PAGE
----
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Everyone wants to be “that girl.” You know who she is, the one who “has her life together,” who wakes up early, works out in a chic set, drinks colorful smoothies, has pretty, shiny hair and glowing skin — all effortlessly of course. I’m sorry to tell you that this is not actually a tutorial on how to be her, in fact, I’m here to tell you instead that you can’t be her. She isn’t real! But you are, and you can be just as happy as her.  

Social media is full of trends: things that rapidly gain popularity and lose it just as quickly. It seems weekly, sometimes even more frequently, there is something new that we absolutely must try. Alarmingly, lifestyles have become part of these trends. The two are almost antonyms, making it unproductive to turn a lifestyle into a trend — or a trend into a lifestyle. Trends are fleeting, something that comes and goes almost too quickly to keep up with. A lifestyle, however, is something holistic, a way of living that influences everything one does, every day. A lifestyle cannot be adopted as quickly as or as fleetingly as trends are. 

Influencers all over social media masquerade as “that girl” for millions to see. Instagram is full of men and women alike carefully posing in their expensive gym outfits to show off their fit lifestyle. This is problematic as a second captured in time, with contorted angles, flattering lighting and subtle editing, is presented as a perpetual state of being. Tik Tokkers post 10-second videos of the best 10 seconds of their day, and YouTubers 10-minute videos of the best 10 minutes of their week. This is problematic because that’s all those videos are: their best moments represent their entire lifestyle. It sets unrealistic standards of not just how to look, act or be, but how to live.  

That isn’t real life. In reality, people struggle, and that’s okay. The lifestyle that is presented is not the problem, but the way in which people try to achieve it is. It is great to have goals of eating well, of taking care of your body through exercise, of maintaining a good schedule and other healthy things. However, it is important to realize that these types of significant changes don’t happen overnight and that it is not realistic to maintain such a “perfect” lifestyle all of the time.  

I might have misled you a bit. While I can’t tell you how to be “that girl,” I can help you to implement the lifestyle characteristics that she represents — with science. Leading a stable lifestyle is all about forming consistent habits. In “Atomic Habits” by James Clear, he notes that “your habits can compound for or against you.” He explains that productivity compounds, but so does stress. Completing one small task a day, for multiple days will result in lots of things accomplished. However, the opposite is also true. Multiple stressors can come together to create high-stress situations. If these situations persist for weeks, months or even years, they can create serious health and happiness problems.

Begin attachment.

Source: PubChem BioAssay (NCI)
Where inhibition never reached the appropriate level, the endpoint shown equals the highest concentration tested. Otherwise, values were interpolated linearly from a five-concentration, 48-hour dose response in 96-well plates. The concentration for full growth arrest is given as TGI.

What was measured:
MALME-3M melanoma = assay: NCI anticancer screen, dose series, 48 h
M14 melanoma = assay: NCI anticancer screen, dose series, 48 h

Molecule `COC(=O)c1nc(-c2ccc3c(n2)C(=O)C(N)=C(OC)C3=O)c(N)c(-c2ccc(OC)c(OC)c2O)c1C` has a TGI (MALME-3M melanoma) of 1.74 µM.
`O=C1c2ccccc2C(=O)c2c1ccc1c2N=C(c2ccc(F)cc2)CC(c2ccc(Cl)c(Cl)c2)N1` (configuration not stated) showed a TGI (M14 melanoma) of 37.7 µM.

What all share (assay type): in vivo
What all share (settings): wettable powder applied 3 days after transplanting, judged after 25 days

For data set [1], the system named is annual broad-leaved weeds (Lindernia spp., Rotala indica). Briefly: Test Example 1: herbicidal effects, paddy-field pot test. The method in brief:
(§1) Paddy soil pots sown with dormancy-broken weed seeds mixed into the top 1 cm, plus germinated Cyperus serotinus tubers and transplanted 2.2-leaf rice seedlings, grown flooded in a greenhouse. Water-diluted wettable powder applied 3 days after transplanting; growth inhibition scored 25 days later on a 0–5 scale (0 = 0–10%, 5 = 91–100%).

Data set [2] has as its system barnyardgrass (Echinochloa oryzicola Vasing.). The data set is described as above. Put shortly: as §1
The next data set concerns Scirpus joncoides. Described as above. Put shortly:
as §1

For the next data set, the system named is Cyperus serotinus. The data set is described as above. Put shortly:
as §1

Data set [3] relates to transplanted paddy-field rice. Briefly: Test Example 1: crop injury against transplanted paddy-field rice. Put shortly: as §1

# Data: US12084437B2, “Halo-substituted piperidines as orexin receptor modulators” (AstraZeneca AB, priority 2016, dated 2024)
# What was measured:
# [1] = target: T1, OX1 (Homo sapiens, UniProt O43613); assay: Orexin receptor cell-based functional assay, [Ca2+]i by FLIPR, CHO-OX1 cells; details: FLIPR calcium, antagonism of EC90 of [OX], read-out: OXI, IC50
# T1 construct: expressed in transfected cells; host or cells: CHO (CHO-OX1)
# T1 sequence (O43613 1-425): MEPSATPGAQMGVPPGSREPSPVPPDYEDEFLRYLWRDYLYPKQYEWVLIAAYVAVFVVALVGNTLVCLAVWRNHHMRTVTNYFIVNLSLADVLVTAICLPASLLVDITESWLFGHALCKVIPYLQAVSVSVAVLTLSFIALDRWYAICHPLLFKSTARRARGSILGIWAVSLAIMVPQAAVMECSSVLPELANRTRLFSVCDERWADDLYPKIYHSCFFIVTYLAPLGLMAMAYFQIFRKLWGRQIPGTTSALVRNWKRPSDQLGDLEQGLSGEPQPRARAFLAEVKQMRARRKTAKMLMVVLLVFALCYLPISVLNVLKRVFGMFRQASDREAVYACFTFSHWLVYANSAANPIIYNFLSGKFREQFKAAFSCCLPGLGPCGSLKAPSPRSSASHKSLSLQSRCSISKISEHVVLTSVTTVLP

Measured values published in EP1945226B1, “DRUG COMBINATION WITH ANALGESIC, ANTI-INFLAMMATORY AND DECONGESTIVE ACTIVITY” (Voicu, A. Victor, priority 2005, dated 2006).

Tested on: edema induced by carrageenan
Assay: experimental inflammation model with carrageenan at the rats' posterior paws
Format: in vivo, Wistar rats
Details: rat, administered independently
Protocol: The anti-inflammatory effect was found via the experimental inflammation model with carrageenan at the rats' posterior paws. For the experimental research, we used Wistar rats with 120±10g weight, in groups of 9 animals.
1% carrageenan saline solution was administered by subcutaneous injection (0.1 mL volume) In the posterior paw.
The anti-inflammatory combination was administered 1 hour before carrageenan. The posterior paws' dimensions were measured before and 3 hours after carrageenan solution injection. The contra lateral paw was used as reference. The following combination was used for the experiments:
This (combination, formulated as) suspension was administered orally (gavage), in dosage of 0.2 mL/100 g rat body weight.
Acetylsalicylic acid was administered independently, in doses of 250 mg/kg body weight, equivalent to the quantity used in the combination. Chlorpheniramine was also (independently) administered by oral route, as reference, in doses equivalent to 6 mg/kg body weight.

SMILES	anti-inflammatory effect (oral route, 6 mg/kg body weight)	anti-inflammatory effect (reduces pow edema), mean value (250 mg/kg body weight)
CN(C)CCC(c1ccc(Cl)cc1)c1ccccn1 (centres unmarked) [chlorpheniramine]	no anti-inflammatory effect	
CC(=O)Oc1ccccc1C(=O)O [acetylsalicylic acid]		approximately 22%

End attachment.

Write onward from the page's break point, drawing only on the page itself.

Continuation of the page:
Knowledge and relationships can compound as well, but so can negative thoughts and anger. What all of this means is that everything you do must be done intentionally. Habits are most successful when there is some level of commitment behind them. Now, your situation is not going to change immediately because you decide it will — but over time it might. Practice the life you want, and it can become the life you have.  

This may all sound very exhausting, and honestly a lot of work. But, habit forming doesn’t have to be a burden. In “The Power of Habit” by Charles Duhigg, he describes the way habits are naturally formed. First, there is a cue, a desire for a result. Following that cue, a routine develops and finally, a result is obtained. The result is like a reward, it’s what was desired. This in turn provides subconscious motivation to repeat the routine or habit to continue getting the result or reward. Studies have found that it is the reward part that makes us continue the habit. If you are struggling to form a habit, you can accelerate this process a bit by rewarding yourself for completing the behavior you are trying to turn into a habit. 

For example, if you want to start waking up earlier, you might reward yourself with your favorite coffee or breakfast. This teaches your brain that waking up earlier results in something yummy. If you want to start studying for an hour each day, you could reward yourself with some television time afterward. I like to reward myself for cleaning my apartment with fresh flowers to put in the kitchen. If the result is sufficiently rewarding, the habit will form. While not perfect, habits are consistent and will deliver results. This can make change much easier and less of a chore. 

Being “that girl” is unattainable because it suggests that people live incredibly productive, healthy and well-balanced lives effortlessly. The truth is that none of those things are effortless. They require commitment, dedication and persistence, but they are achievable with good habits. If you start today, you can be anything you want.

Amy Edmunds is an Opinion Columnist and can be reached at amyedmun@umich.edu.